PERRYSBURG – Some Perrysburg High School students are on the bus for over an hour every afternoon as the district struggles to find bus drivers.
During the first few days of school, seven buses were arriving at the school 30 minutes late after finishing other runs.
The district hired someone to monitor a study table for those students.
Once the bus arrived, students weren’t on it very long, but there was a complaint filed with the Ohio Department of Education, said Superintendent Tom Hosler at the Sept. 18 school board meeting.
A complaint cannot be considered in the first weeks of school because transportation is very fluid, he said. However, if an appropriate complaint is made, the district faces a fine in excess of $6,000 each day the district is in violation, as outlined in Ohio Revised Code.
Hosler said he thought they made a good compromise with the study tables, “but the law is the law, and we have to comply,” he said.
So now, students are picked up the school on time, but are on the bus longer before being dropped off at home.
A lot of parents are unhappy with these changes, and we are too, Hosler said.
“We’re busing all of our students, we’re getting them where they need to go but it’s not the way we intended or efficient,” Hosler said.
Those seven high school routes were combined with seven other existing routes there are no drivers for, in order to pick up students in a timely manner. That has resulted in double the distance covered, and the amount of time students are on the bus, he said.
There are some high school riders on the bus anywhere from 45-80 minutes. Previously, students were on the bus for 25-30 minutes.
“My biggest concern is the 45 minutes to 1 hour and 20 minutes because of a complaint with ODE,” said board member Ray Pohlman.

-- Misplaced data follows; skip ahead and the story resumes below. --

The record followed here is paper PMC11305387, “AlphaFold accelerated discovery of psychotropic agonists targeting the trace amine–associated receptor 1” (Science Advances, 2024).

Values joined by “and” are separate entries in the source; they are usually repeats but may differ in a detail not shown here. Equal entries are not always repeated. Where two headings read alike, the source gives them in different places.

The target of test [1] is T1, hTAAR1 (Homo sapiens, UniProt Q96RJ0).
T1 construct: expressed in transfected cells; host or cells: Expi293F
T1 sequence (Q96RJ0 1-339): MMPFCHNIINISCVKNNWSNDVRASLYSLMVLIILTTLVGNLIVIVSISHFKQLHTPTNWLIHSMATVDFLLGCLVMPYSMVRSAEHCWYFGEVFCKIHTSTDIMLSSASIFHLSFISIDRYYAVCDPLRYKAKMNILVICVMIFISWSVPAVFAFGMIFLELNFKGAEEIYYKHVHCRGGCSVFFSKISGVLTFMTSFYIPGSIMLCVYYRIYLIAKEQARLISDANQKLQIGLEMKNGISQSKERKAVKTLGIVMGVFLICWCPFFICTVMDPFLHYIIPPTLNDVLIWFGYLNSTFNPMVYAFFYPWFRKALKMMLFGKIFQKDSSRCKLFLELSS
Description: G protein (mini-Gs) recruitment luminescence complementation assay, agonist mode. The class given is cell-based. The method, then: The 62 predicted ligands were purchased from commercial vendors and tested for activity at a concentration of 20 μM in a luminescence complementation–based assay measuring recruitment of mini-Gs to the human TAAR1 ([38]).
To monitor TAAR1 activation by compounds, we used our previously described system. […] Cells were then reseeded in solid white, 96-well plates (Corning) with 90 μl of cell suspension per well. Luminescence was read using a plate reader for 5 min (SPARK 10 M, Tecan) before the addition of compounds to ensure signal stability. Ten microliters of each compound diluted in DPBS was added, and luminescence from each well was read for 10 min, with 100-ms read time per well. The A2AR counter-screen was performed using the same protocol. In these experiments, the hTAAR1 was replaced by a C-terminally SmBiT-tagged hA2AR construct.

Fewer than 20 students are on the bus that long, said Courtney Parr, director of transportation.
“That is really sad,” Pohlman said, and asked if a tutor could be put on the bus to provide homework help.
“I understand the complaint, but I don’t think it’s common sense …” he said.
“I think this is something that we and the (school) boards of Ohio have to take up and work with the legislature,” said board President Eric Benington.
The district has seven unfilled bus driver positions and 35 routed drivers.
Buses travel 2,681 miles each day, which is equivalent to going to the Florida Everglades and back, Hosler said.
Bennington said he could remember when daily mileage equaled a trip to Disney World and back.
Daily routes include 14 for the high school, 15 for the junior high and Hull Prairie, five for Frank Elementary, four each for Fort Meigs and Toth elementaries, and six for Woodland Elementary. Then there are the 11 routes for special needs students and parochial students.
In the past year, the district has added eight elementary routes.
“We’ve seen an increase in the number of riders that need to be bused into our buildings,” Hosler said.
Drivers are also needed for athletic trips. Nine buses are needed for the high school varsity football and marching band for away games.
The district also is required to transport private and parochial students who attend schools within 30 minutes of Perrysburg.
The district has 10 substitute bus drivers but many of them don’t want daily routes.
“They work other jobs, and they want to pick and choose when they want to work, or they don’t want the stress of a daily route,” Hosler said.
There are four people currently being trained to become a bus driver, but that could take 10 weeks.
Drivers for Perrysburg are among the highest paid in the area, at $21.98 per hour. Substitute drivers are paid $19.36 per hour.
Hosler warned there will be an increase in riders as sports seasons end and as student populations continue to grow.
The four new drivers will be placed on the high school routes, Parr said.
We can’t do anything else without more drivers, Hosler said.